Green Echoes #1

Key investigative stories, data sources, funding/training opportunities and our projects from across Asia.

Dear friends and supporters,

Welcome to the first issue of Green Echoes, a new newsletter from the Environmental Reporting Collective that highlights key investigative stories, data sources, funding/training opportunities and our projects from across Asia.

We chose the name Green Echoes in memory of our colleague Anu Paul Nkeze in Cameroon, who passed away in December at the age of 43. Paul had been passionate about environmental protection as a volunteer, advocate, freelance journalist, and public radio program producer. In 2016, Paul founded the print publication Green Echoes. Just last summer, he traveled around the country, talking to traders and poachers of pangolins to report this story on the trade

Let’s dive right in. We’ll be telling you here about events in Asia, freelance opportunities, new data you can use for reporting and some stories worth highlighting that could be emulated elsewhere. 

Opportunities

DataJournalism.com has an open call for longform, data driven pieces. See details here, and send pitches to Data Editor, Tara Kelly, at kelly@ejc.net (Rolling deadline).

For those of you in Malaysia, Projek Dialog, with the support of Internews, is giving out 10 small grants of USD$1,200 each to anyone pursuing stories that highlight diverse voices in Malaysia. Apply here (Deadline May 1).

The Fund for Investigative Journalism is accepting applications for rapid response grants for Journalism Projects Covering Climate, Conservation and Environmental Health in North America. Details here (Rolling deadline).

Data and other resources

The biggest story, of course, is COVID-19, which has numerous investigative angles and environmental intersections. There is even evidence that pangolins, the focus of our first collaborative project, may have played a role as a vector.

Find your story or angle. The Center for Cooperative Media has written a summary of how global media collaborations are covering Covid-19 and sharing both resources and knowledge across borders. The Global Investigative Journalism Network has asked some experts what investigative journalists should be focusing on around the pandemic. 

If you’re looking for data on animal trafficking or poaching, Knoema has released several data sets on poaching in Asia and Africa. 

Also check out our resources page, which we’ll be regularly updating with data, imagery, and legal sources. If you have any suggestions or would like to highlight an additional data set, please let me know by responding to this email. 

Stories worth sharing

In 2018, Ramesh Bhushal, a Nepali journalist, joined a team of scientists on a 45 days hiking and rafting expedition from the source of the Karnali river in Tibet to India, which he turned into a multi-part series for The Third Pole and the Nepali Times. Read about how he undertook this massive project in this piece published in The Open Notebook.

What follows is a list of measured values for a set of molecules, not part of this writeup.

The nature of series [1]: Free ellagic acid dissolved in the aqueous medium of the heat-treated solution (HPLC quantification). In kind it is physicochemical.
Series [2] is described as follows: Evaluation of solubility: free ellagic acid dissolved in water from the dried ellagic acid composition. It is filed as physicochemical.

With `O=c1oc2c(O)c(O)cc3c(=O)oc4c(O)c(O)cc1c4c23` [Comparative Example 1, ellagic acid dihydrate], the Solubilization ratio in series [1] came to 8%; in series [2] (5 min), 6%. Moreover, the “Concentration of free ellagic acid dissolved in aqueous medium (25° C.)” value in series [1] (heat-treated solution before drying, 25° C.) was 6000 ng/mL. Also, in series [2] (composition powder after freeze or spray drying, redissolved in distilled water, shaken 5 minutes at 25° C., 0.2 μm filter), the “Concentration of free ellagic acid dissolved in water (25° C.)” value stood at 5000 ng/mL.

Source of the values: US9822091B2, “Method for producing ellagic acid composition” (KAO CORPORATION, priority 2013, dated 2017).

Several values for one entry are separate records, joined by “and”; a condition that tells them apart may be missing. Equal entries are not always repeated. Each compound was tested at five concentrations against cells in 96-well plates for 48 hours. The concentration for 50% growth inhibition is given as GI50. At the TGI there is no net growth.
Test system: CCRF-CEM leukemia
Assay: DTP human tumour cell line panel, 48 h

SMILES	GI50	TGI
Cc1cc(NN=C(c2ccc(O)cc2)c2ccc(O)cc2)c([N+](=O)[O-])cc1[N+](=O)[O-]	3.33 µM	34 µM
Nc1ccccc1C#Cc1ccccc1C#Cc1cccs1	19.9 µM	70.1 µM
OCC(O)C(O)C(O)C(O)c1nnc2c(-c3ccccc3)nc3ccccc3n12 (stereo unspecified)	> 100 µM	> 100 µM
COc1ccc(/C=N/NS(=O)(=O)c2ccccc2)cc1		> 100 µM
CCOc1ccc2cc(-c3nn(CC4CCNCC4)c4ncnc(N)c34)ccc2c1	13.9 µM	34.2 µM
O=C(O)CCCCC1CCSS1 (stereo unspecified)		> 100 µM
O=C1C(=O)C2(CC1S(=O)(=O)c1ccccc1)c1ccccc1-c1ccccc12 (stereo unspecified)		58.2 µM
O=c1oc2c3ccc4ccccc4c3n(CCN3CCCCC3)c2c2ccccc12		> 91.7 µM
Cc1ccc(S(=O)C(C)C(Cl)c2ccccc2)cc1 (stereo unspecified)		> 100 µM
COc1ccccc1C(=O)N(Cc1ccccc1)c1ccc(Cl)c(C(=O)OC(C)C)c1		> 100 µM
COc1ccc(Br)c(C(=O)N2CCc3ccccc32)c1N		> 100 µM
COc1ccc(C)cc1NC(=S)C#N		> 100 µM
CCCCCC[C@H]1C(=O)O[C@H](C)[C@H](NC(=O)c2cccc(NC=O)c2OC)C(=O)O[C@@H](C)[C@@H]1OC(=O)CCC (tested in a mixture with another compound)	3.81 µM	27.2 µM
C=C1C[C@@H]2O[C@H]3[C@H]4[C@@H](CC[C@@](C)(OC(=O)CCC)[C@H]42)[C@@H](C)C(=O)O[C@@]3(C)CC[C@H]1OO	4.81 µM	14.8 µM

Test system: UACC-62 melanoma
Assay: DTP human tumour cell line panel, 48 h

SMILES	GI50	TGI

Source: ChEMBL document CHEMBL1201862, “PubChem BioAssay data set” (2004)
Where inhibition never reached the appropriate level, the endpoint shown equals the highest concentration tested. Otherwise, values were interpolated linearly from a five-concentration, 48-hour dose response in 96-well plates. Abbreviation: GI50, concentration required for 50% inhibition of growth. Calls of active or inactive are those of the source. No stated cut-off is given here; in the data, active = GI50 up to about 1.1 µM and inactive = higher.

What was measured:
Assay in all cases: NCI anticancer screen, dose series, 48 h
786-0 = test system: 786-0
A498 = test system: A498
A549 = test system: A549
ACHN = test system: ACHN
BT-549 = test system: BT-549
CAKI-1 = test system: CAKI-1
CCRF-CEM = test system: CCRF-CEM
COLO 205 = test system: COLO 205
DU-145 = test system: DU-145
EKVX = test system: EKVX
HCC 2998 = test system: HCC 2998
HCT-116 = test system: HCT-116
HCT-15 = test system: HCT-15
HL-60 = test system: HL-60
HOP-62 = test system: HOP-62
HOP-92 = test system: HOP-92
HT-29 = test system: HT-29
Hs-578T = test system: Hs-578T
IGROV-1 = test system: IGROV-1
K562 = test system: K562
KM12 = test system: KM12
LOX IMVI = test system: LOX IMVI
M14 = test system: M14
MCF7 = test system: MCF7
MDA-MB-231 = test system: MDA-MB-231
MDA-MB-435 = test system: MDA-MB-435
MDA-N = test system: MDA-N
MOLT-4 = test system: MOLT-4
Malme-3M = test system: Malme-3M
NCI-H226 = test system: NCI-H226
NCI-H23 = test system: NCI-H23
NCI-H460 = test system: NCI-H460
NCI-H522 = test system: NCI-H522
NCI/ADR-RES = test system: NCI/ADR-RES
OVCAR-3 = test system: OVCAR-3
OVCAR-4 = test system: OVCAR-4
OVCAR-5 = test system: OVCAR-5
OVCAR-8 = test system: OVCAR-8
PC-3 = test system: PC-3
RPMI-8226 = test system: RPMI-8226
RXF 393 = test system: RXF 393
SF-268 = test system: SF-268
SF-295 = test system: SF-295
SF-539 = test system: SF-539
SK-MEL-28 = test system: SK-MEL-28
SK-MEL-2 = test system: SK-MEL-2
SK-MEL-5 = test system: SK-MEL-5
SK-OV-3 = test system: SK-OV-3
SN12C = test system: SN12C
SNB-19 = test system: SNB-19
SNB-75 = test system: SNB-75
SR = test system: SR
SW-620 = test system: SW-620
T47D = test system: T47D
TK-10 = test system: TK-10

Last week, several outlets, including The New York Times, reported on how dams built along the Mekong in China held back water, resulting in droughts downstream. The data for that piece came from this report by PACT, The Sustainable Infrastructure Partnership, and the Lower Mekong Initiative, and used a mix of satellite monitoring, software analysis, and other observational data to create a nearly three decade long data set on river flows. 

  • If you want to learn more about this, the Foreign Correspondents Club of Thailand is hosting a livestream press conference with several of the researchers behind this project TODAY, April 23rd.

Events Around Asia

Webinar: Using Data to Investigate Pangolin Trafficking: A reminder that next week, on April 28, some of our members are participating in a webinar hosted by Internews/Earth Journalism Network. We will share best practices in using data to investigate wildlife crimes in China and Vietnam. More details here.

Webinar: Investigating the link between zoonotic diseases and the wildlife trade. This one is taking place on April 29, and is being organized by Asian Center for Journalism at the Ateneo de Manila University and the Internews Earth Journalism Network. More details here

The Pulitzer Center's Rainforest Journalism Fund is holding a free webinar on May 1, with Kuek Ser Kuang Keng entitled Introduction to Digital Mapping. It's aimed at beginners, and will explain the concepts of digital mapping and show to make your own simple, quick, and free online interactive map.

Nithin Coca

PS. If you haven't yet filled out our short survey, please do! It will help us understand your needs and interests as we build our community. If you want to get in touch personally, just respond to this email. 


The Environmental Reporting Collective is a group of reporters and editors across Asia and elsewhere, working together to rethink how environmental journalism is done. We support collaborative journalism projects that start new conversations on how our societies impact our planet. Such stories are complex and expensive. That’s why they require new approaches to research, reporting, editing and distribution.

To learn more about our work, check out our website, Investigative.Earth, and follow up on Twitter and Facebook. You can also let us know what you would like to see in this newsletter by responding to this email.